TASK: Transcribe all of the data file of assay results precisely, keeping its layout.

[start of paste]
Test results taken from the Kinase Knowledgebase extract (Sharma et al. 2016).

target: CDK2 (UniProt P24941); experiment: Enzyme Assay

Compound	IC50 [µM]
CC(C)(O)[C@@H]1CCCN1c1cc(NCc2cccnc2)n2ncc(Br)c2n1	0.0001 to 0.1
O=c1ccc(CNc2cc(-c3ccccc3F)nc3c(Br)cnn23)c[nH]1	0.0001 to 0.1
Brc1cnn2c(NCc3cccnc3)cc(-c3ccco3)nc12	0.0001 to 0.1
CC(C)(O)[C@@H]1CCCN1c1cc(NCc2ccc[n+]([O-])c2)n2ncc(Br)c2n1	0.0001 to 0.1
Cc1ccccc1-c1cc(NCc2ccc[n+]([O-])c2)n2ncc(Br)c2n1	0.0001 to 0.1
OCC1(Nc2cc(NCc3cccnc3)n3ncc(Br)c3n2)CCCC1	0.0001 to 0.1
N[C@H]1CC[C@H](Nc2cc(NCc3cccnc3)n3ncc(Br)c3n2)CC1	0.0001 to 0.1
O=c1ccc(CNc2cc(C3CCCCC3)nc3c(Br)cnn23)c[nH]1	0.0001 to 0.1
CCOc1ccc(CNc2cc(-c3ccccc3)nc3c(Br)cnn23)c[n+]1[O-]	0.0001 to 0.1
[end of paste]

Test results taken from the Kinase Knowledgebase extract (Sharma et al. 2016).

target: CDK2 (UniProt P24941); experiment: Enzyme Assay

Compound	IC50 [µM]
CC(C)(O)[C@@H]1CCCN1c1cc(NCc2cccnc2)n2ncc(Br)c2n1	0.0001 to 0.1
O=c1ccc(CNc2cc(-c3ccccc3F)nc3c(Br)cnn23)c[nH]1	0.0001 to 0.1
Brc1cnn2c(NCc3cccnc3)cc(-c3ccco3)nc12	0.0001 to 0.1
CC(C)(O)[C@@H]1CCCN1c1cc(NCc2ccc[n+]([O-])c2)n2ncc(Br)c2n1	0.0001 to 0.1
Cc1ccccc1-c1cc(NCc2ccc[n+]([O-])c2)n2ncc(Br)c2n1	0.0001 to 0.1
OCC1(Nc2cc(NCc3cccnc3)n3ncc(Br)c3n2)CCCC1	0.0001 to 0.1
N[C@H]1CC[C@H](Nc2cc(NCc3cccnc3)n3ncc(Br)c3n2)CC1	0.0001 to 0.1
O=c1ccc(CNc2cc(C3CCCCC3)nc3c(Br)cnn23)c[nH]1	0.0001 to 0.1
CCOc1ccc(CNc2cc(-c3ccccc3)nc3c(Br)cnn23)c[n+]1[O-]	0.0001 to 0.1